Digital. Several characteristics flow from the digital property of crypto, but the one I want to focus on here is low distribution costs. This is how these scarce, permissionless assets flow.
On the internet, the costs of replication and the costs of distribution (of media) trend towards zero. This is because there is no paper, no truck, and no distribution center needed to send an email (or a meme). If everyone has a computing device, the cost of distribution is equivalent to the cost of electricity used.
Pre-internet, supply is constrained by geography, making the creation and distribution of supply the most important problem to solve. Post-internet, digital distribution is effectively zero, supply is commoditized, and the aggregation of demand becomes the new “hardest problem”.
Pre-internet, distribution was the bottleneck. Post-internet, distribution is free.
Right now, the cost to send cryptoassets is much more than zero, but I expect the costs to decrease and tend towards zero due to scaling developments (modular blockchain design and scaling roadmap, zk-rollups, sharding, etc).
Combine these three properties and you get the rapid velocity of capital. Now people can permissionlessly send their capital in whatever way they wish, as quickly as a new block is created.
How do these factors play out in the current environment? Alongside the impact of traditional money markets and the growth of the creator economy enabled by NFTs, it’s worth noting the development of new vehicles for like-minded people to allocate their funds and find community: DAOs.
DAOs, Capital, and the United States Constitution
There are many kinds of DAOs: social DAOs, investment DAOs, media DAOs; the list goes on. Each has its own focus, but they all have similar characteristics. Given that crypto allows for the rapid transfer of assets, DAOs can serve as a vehicle for that capital. But not just financial capital. DAOs allow for the rapid concentration of:
Human capital (labor)
Financial capital (money)
Social capital (culture)
DAOs create a Schelling Point (a natural focal point) for these different types of capital to flow towards. Be it labor, money, or culture, strangers will converge upon DAOs to spend this capital based on alignment with their interests. These new coordination points are magnets for time, money, and energy.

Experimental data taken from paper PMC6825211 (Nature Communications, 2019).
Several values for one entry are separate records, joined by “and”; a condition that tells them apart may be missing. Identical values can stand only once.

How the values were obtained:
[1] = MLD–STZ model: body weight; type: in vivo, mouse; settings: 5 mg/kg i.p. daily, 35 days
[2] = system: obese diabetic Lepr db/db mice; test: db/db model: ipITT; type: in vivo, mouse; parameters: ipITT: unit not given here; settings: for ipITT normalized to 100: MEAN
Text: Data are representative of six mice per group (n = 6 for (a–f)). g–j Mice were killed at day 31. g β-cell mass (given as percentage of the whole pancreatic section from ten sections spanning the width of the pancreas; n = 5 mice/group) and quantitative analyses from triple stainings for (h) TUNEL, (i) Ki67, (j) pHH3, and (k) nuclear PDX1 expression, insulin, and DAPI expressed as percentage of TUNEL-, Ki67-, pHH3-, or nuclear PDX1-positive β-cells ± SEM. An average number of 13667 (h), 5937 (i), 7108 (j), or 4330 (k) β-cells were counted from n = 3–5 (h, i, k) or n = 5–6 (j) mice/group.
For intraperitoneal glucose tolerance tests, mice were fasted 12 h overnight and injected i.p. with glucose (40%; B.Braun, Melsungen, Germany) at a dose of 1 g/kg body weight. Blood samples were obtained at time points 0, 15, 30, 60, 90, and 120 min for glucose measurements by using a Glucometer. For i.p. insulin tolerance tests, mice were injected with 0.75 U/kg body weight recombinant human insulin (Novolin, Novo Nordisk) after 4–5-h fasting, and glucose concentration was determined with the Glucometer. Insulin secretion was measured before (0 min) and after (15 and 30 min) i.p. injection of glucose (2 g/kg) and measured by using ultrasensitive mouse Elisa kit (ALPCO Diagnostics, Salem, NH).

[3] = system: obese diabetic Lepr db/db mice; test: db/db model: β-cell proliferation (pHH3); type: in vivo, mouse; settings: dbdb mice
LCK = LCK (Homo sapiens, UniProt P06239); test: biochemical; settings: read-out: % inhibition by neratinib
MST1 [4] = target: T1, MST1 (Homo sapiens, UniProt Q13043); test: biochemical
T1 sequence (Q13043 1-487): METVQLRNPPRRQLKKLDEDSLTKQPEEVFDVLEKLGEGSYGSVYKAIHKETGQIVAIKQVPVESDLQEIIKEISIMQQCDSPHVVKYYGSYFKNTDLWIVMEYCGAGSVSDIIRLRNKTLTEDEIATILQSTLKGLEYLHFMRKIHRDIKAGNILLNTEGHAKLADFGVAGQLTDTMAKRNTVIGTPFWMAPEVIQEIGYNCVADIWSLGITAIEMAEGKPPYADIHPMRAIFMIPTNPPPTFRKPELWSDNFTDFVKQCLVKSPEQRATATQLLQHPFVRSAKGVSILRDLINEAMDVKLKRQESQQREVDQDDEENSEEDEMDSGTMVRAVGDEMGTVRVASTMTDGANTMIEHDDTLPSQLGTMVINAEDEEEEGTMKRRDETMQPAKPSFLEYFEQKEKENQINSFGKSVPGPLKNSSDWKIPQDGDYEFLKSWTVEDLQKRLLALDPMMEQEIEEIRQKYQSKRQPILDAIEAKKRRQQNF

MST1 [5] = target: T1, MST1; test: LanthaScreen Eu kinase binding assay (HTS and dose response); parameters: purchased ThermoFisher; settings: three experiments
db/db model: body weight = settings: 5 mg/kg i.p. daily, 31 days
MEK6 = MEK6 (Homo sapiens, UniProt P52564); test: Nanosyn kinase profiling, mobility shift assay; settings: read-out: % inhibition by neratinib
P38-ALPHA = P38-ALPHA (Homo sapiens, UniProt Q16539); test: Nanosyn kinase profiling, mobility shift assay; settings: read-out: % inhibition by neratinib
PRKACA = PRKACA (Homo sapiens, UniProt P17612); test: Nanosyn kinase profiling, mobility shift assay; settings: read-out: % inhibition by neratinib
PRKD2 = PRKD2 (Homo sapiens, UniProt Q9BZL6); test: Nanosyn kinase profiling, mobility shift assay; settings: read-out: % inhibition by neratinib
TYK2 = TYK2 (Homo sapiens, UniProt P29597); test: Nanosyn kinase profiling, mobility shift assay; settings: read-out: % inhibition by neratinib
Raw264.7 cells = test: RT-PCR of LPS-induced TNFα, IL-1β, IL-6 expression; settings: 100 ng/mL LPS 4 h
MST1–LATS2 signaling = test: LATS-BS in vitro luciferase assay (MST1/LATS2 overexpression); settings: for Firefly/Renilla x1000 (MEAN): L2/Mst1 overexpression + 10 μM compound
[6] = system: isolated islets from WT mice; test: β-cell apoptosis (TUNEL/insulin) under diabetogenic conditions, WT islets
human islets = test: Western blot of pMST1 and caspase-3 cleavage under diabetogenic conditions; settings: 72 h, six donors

If we take all these characteristics together, the properties of the modern company and the properties of DAOs are undeniably similar. Both distribute ownership, both improve the velocity of capital concentration, and both are robust organizations.
The difference is that DAOs are supercharged by the internet, increasing permissionlessness and liquidity by an order of magnitude. Where companies are power centers instantiated in the nation state, DAOs are power centers instantiated in the internet.
Take ConstitutionDAO: a DAO organized to purchase a copy of the United States Constitution when it was auctioned at Sotheby’s on November 18th, 2021.
This DAO, helmed by a small core of contributors, garnered over $40 million USD of donated Ether in under 7 days and set Twitter alight with "#wagbtc" posts ("we’re all gonna buy the Constitution"). The rapidity of capital concentration was astonishing and the memes, chef's kiss, were 🔥:
ConstitutionDAO had all the components mentioned above:
Labor: a small team put together the legal structure, tech stack, and partnerships (to name a few components) while memesters did the marketing and advertising.
Capital: With 17,437 donors and the median donor (address) allocating $206.26, this was nothing short of a social movement.